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Posted on Jan 23, 05:09PM | IBNS
A two-count superseding indictment was unsealed on Tuesday in the Northern District of Florida charging a Florida resident with providing campaign contributions in the names of others and causing a presidential campaign committee to make a false statement to the Federal Election Commission (FEC).
This was announced by Assistant Attorney General Lanny A. Breuer of the Justice Department's Criminal Division and Robert O. Davis, Acting U.S. Attorney for the Northern District of Florida.
Jay Odom, 56, of Destin, Florida, was charged in federal court in the Northern District of Florida with one count of providing campaign contributions in the name of another and one count of causing another to make false statements to the FEC.
The indictment alleges that in 2007, Odom directly or indirectly used personal funds aggregating more than USD 10,000 to reimburse individual contributions to the authorized campaign committee of a presidential candidate.
As a result, Odom allegedly caused the authorized campaign committee of that presidential candidate to file reports with the FEC that falsely stated that certain individuals had made federal campaign contributions when in fact each contribution was made by Odom.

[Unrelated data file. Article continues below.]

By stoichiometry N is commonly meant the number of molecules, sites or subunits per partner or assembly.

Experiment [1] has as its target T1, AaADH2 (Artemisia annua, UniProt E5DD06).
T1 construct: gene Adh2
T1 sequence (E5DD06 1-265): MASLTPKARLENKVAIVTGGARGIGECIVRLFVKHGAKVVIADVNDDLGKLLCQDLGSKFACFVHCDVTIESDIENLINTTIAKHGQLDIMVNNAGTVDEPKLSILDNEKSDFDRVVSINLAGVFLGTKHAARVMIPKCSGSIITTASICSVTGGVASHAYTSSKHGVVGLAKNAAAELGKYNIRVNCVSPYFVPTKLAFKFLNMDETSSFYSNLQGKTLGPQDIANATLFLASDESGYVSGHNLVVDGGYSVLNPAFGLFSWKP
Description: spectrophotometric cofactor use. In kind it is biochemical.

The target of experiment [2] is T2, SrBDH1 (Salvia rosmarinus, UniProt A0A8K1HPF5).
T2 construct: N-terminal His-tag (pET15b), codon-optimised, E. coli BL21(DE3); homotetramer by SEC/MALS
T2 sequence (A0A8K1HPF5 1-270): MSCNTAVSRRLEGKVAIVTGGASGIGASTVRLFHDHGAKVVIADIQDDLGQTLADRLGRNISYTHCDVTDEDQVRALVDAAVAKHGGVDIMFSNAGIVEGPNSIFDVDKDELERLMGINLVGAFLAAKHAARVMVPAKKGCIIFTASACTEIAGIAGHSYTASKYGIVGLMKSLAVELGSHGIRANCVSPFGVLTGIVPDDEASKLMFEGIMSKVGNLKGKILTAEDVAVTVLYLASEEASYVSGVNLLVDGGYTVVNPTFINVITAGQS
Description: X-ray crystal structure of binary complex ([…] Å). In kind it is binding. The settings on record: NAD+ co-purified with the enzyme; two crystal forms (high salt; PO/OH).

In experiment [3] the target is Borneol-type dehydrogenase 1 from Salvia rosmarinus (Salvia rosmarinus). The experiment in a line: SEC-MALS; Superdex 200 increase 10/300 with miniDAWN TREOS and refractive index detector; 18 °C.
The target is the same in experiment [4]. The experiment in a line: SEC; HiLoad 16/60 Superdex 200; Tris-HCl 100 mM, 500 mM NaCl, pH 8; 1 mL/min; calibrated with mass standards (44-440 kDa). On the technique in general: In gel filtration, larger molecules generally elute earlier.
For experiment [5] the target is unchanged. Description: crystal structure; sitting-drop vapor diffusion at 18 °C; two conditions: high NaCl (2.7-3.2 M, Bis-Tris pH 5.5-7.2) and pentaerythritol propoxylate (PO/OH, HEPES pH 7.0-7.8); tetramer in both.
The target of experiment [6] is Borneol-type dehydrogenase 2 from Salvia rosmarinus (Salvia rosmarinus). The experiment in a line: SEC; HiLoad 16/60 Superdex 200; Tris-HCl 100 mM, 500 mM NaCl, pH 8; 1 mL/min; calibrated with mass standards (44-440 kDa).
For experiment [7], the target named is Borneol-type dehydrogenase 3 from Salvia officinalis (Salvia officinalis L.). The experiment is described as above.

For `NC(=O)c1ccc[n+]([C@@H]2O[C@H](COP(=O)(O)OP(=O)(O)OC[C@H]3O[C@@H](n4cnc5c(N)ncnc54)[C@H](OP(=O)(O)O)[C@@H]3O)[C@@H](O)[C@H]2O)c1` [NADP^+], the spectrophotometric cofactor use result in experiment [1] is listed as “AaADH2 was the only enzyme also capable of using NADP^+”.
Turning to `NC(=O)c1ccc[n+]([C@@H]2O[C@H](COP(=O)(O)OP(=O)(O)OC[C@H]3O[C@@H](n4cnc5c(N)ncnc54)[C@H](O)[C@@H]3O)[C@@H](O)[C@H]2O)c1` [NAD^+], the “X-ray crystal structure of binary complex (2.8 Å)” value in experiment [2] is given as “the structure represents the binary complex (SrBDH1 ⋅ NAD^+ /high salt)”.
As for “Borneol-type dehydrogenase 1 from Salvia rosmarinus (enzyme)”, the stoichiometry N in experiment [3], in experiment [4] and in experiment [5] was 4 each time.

According to the indictment, Odom was aware of the maximum donation that could be made by an individual to the campaign, and he knowingly devised a scheme to funnel his own money through the names of others in order to conceal from the FEC the true source and amount of the campaign contribution.
The charge of causing another person to make a false statement to the FEC carries a maximum sentence of five years in prison.
The charge of providing campaign contributions in the name of another carries a maximum sentence of two years in prison.
The charges in the indictment are only allegations, and the defendant is presumed innocent unless and until proven guilty.
The superseding indictment results from an investigation by the FBI.
This case is being prosecuted by Assistant U.S. Attorney Randall J. Hensel and Trial Attorney Brian K. Kidd of the Criminal Division's Public Integrity Section.